A review of developments over the last quarter of 2016 shows how the momentum of technological developments in the services of access to justice is picking up speed. Seven themes emerge that are helpful in making sense of what is happening around the world. This is the most recent of a series of annual and quarterly reports available on the Legal Education Foundation‘s website. The next extended publication will be an annual review planned for April. Any thoughts would be welcome.
The potential importance of artificial intelligence (AI) to the practice of law is becoming more apparent by the day as, indeed, is its potentially transformative effect on the economy as a whole. Articles pour out on its implications. The period saw reports from a committee advising the President of the United States on the general application of AI and a commission established by the American Bar Association looking at the effect of new technology on law which also considered AI. As yet, there may be little direct application of AI in the field of legal services for those on low incomes – for all that there is increasing use of guided legal pathways as, for example, in MyLawBC or in various use of ‘chatbots’. All of these currently lack the crucial element of AI, the capacity for self-learning by the computer programme. Nevertheless, the indirect effects of the development of AI are likely to impact on legal services for those on low incomes in various indirect ways – through, for example, a potential reduction in the number of commercial lawyers and a consequent diminishment in the pro bono assistance which is obtainable from their sector of the profession. There may well be direct impacts as well, for example in relation to how AI transforms legal research – particularly in common law, precedent-based jurisdictions.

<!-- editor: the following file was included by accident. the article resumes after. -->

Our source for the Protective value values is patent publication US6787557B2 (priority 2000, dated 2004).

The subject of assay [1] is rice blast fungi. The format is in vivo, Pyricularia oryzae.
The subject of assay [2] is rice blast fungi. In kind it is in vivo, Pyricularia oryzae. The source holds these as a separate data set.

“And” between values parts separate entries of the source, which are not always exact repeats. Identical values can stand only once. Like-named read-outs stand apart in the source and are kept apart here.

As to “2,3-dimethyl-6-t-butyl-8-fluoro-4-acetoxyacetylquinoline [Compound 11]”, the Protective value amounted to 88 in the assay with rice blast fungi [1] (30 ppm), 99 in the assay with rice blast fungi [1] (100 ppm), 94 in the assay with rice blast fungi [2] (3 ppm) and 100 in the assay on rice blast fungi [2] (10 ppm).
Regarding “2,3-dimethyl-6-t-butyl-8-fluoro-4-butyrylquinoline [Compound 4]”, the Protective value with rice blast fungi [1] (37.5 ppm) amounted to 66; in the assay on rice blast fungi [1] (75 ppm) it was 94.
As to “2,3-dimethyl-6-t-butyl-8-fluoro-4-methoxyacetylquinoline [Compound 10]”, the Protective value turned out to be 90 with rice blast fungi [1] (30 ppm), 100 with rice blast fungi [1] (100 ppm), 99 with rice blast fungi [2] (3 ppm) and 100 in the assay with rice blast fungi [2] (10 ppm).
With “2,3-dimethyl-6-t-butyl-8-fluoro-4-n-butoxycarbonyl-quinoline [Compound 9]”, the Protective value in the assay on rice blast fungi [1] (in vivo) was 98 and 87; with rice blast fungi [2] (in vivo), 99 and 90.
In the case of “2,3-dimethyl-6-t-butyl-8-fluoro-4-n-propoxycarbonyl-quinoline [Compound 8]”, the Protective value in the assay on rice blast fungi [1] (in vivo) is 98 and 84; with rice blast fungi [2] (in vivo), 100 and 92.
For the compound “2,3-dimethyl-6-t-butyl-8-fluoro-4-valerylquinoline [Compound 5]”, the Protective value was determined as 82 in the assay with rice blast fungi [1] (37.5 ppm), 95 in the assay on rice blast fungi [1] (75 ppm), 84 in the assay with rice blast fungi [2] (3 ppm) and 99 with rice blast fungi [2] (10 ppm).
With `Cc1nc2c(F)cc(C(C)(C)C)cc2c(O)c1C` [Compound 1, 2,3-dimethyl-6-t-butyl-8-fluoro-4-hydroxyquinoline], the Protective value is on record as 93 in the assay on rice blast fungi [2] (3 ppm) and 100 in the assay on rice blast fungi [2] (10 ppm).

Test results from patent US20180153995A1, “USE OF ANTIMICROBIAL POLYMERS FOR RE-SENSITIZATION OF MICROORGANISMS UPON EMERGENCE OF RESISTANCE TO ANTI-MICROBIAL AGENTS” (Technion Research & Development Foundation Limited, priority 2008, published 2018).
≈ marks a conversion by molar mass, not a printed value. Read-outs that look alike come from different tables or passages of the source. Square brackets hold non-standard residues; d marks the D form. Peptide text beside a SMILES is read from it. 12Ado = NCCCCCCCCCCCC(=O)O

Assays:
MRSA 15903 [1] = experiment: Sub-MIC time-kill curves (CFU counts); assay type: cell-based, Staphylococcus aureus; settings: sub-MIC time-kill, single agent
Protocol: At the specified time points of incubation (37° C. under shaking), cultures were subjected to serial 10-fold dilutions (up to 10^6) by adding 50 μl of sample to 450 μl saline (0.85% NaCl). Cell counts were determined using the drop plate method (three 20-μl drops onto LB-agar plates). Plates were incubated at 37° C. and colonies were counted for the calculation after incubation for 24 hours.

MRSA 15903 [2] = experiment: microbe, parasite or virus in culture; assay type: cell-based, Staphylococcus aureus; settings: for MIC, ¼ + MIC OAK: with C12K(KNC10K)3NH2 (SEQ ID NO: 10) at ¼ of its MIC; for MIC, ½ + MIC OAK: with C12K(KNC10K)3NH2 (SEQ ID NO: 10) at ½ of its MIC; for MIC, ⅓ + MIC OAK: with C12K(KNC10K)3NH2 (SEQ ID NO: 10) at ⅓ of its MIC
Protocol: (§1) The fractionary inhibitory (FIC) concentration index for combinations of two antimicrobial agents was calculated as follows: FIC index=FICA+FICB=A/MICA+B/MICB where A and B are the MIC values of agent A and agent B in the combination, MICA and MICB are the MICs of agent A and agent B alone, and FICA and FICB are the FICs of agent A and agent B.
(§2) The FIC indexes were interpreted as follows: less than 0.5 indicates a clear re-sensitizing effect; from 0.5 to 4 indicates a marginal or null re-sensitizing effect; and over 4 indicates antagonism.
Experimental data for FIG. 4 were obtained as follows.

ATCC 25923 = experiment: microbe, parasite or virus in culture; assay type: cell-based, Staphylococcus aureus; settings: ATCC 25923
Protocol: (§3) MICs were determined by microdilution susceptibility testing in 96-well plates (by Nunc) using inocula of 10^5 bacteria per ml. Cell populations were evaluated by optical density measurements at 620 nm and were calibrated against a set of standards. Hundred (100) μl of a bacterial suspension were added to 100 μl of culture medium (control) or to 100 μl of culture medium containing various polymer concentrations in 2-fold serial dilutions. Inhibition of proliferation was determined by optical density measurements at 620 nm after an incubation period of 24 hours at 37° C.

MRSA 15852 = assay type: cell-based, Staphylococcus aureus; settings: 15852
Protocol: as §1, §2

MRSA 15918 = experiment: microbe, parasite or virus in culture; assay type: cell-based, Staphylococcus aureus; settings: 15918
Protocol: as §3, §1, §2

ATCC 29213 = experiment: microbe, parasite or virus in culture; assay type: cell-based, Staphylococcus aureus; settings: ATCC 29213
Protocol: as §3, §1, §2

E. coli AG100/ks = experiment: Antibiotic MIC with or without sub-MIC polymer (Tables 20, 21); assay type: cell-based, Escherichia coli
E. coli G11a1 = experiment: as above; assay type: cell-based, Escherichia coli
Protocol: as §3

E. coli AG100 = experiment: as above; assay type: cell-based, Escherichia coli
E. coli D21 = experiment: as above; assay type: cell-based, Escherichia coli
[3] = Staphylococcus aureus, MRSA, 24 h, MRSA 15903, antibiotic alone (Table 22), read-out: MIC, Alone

Online Dispute Resolution